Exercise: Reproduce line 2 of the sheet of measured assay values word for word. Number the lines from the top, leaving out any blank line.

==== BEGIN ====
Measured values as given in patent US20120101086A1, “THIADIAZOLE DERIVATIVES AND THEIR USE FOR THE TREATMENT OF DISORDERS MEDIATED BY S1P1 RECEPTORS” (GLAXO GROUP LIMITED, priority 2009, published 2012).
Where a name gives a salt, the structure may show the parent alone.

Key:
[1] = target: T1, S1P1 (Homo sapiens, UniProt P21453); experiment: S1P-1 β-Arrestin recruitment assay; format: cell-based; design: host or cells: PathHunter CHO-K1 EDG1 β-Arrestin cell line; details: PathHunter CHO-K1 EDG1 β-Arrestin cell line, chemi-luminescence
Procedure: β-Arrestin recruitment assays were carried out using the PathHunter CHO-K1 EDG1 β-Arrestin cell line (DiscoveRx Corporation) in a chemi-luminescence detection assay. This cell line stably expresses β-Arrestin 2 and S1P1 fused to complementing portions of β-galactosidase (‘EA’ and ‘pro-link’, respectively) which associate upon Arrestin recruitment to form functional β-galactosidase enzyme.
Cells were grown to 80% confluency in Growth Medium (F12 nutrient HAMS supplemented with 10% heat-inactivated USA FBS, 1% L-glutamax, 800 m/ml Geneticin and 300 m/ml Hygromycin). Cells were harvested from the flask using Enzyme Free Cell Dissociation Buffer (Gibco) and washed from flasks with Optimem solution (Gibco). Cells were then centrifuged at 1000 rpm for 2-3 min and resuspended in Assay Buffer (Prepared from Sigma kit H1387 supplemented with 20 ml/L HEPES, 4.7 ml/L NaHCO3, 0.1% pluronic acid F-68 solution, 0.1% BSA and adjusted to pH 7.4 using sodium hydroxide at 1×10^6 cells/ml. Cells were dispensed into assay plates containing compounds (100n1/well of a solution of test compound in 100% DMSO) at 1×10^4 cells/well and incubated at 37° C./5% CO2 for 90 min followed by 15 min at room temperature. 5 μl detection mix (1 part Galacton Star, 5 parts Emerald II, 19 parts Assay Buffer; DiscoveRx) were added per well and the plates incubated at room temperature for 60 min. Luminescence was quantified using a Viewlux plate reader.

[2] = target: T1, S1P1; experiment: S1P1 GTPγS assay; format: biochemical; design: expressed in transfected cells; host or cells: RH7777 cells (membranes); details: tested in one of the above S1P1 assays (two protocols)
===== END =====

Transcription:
Where a name gives a salt, the structure may show the parent alone.